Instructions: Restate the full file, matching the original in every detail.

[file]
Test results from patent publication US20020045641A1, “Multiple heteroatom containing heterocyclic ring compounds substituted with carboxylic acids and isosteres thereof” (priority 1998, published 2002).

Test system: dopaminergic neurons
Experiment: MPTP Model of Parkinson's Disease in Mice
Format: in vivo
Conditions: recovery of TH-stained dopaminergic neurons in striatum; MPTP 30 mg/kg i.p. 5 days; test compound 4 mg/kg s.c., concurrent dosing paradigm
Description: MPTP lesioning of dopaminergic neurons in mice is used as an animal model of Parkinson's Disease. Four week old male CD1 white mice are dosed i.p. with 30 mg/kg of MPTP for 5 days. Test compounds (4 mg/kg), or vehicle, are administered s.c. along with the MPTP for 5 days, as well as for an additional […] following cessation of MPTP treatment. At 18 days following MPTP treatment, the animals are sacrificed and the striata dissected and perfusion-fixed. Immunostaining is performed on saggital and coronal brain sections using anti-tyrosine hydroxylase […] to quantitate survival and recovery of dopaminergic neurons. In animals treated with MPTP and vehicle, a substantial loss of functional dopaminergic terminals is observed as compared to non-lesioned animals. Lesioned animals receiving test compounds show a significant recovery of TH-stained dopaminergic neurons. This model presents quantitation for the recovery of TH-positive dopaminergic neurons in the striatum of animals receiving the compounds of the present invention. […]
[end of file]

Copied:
Test results from patent publication US20020045641A1, “Multiple heteroatom containing heterocyclic ring compounds substituted with carboxylic acids and isosteres thereof” (priority 1998, published 2002).

Test system: dopaminergic neurons
Experiment: MPTP Model of Parkinson's Disease in Mice
Format: in vivo
Conditions: recovery of TH-stained dopaminergic neurons in striatum; MPTP 30 mg/kg i.p. 5 days; test compound 4 mg/kg s.c., concurrent dosing paradigm
Description: MPTP lesioning of dopaminergic neurons in mice is used as an animal model of Parkinson's Disease. Four week old male CD1 white mice are dosed i.p. with 30 mg/kg of MPTP for 5 days. Test compounds (4 mg/kg), or vehicle, are administered s.c. along with the MPTP for 5 days, as well as for an additional […] following cessation of MPTP treatment. At 18 days following MPTP treatment, the animals are sacrificed and the striata dissected and perfusion-fixed. Immunostaining is performed on saggital and coronal brain sections using anti-tyrosine hydroxylase […] to quantitate survival and recovery of dopaminergic neurons. In animals treated with MPTP and vehicle, a substantial loss of functional dopaminergic terminals is observed as compared to non-lesioned animals. Lesioned animals receiving test compounds show a significant recovery of TH-stained dopaminergic neurons. This model presents quantitation for the recovery of TH-positive dopaminergic neurons in the striatum of animals receiving the compounds of the present invention. […]